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The one who helps students to select courses or an academic major, engages in a short term and long term educational planning, assists in preparing the thesis necessary to obtain the degree; or a person who advises internship students on training in industry.

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It all boils down to your advisor’s estimate of your capacity to complete your PhD in time. Perhaps your advisor sees your newfound love for NLP as a distraction from what should be your main focus … reluctance likely stems from the concerns I mentioned above. This should also be something you shouldn’t take lightly: there’s often good reason to listen to one’s advisor. Good luck! …
answered Dec 28 '18 by Spark
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Let me just emphasize one thing: there are very few objectively good advisors/mentors. It really depends on both the mentor and the student’s personality. Some prefer a more hands on approach while ot …
answered Jul 20 by Spark
25
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I think your most realistic option is to have an honest discussion with your advisor about your goals and expectations. Tell them that you’d like to graduate by 20xx, and you think your work on A B … like starting a new project at this time will be detrimental to your progress. Ideally your advisor would totally see it your way and you’ll graduate into the sunset. Realistically: advisors tend to …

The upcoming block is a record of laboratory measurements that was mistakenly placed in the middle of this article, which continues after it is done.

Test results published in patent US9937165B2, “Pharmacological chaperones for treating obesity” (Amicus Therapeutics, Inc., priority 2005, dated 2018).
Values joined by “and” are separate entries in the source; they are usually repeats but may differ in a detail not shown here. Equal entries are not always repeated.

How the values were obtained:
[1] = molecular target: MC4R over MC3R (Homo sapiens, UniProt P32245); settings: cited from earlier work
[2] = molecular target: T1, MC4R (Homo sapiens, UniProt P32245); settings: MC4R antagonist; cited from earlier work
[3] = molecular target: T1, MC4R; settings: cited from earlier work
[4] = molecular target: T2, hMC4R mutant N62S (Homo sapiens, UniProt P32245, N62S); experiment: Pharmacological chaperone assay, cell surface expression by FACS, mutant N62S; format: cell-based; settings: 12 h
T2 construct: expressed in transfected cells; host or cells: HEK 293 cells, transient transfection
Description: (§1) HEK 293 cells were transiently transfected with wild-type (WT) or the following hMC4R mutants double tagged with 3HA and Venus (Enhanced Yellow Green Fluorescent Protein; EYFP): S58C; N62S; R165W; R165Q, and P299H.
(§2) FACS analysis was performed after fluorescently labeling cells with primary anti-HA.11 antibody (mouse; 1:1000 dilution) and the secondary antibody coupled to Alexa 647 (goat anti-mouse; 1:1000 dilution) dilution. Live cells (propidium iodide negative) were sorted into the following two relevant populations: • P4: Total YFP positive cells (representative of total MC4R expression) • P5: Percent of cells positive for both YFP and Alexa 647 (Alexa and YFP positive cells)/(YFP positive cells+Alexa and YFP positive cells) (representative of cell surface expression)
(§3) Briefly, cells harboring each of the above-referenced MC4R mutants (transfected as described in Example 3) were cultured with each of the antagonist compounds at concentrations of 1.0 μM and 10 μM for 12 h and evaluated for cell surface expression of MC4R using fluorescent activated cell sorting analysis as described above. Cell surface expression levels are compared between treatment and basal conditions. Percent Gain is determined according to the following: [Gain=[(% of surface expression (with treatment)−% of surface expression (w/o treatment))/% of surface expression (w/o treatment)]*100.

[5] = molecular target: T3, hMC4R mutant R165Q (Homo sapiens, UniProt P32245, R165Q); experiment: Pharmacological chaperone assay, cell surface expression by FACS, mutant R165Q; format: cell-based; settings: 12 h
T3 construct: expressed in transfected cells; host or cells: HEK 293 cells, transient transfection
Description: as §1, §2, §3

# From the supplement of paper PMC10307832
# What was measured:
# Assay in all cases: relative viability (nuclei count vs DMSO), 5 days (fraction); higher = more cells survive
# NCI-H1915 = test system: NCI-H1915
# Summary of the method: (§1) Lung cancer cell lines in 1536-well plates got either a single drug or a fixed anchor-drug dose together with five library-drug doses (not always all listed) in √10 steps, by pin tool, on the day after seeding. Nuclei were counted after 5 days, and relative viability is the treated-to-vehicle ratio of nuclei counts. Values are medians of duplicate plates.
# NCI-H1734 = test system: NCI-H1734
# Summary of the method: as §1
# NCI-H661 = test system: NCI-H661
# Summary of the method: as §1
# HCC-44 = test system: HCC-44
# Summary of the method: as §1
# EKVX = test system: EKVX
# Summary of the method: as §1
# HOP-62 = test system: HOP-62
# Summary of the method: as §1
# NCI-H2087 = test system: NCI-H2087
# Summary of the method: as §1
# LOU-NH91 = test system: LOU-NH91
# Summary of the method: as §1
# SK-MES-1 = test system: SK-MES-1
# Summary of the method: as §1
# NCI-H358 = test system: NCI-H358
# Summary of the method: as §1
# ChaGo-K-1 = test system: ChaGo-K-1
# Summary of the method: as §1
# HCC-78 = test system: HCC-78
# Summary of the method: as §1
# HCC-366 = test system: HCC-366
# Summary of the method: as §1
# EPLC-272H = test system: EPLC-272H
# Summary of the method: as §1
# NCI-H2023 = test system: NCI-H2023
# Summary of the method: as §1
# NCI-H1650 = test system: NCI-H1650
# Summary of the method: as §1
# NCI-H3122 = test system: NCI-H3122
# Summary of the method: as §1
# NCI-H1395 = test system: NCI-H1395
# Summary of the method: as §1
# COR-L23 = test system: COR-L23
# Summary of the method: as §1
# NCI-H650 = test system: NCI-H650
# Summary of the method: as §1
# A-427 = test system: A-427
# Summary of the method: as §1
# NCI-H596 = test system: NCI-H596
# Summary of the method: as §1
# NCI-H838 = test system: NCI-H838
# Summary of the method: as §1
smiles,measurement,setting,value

answered Jul 16 by Spark
2
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first step is to talk to your advisor/coauthors. Step two would be to contact the legal department of your university. They may ask that you remove any code you have made public (say on GitHub), and …
answered Nov 23 '18 by Spark
1
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You may not like to hear this, but there’s a decent chance that your former advisor did nothing wrong. If you published your thesis and accompanying data, then anyone can use it, as long as they cite … your thesis as a source. To be absolutely clear, I can come across your thesis which is likely archived by your university and cite it. What I can’t do (and your advisor can’t either), is not …
answered May 26 by Spark
2
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First of all, do not write a generic email to 50 faculty members. You need to focus on a few that you think are a good fit. For example, many faculty members won’t take you because they don’t have fun …
answered May 4 by Spark
0
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could have happened for a variety of reasons: being away a lot, hoping that the other advisor would do the job, you not living up to their expectations... I think it’s not important why: after 3.5 …
answered Jan 22 by Spark
3
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I’d tread lightly. If the advisor truly did not contribute or read it then you can try to broach the topic very diplomatically. Say something like: I want to get this project published and I think I … myself. If the advisor was truly uninvolved they won’t care enough to bother. In addition they may offer valuable contributions still in terms of polishing the writing (I don’t know you but I’ve never …
answered Jan 24 by Spark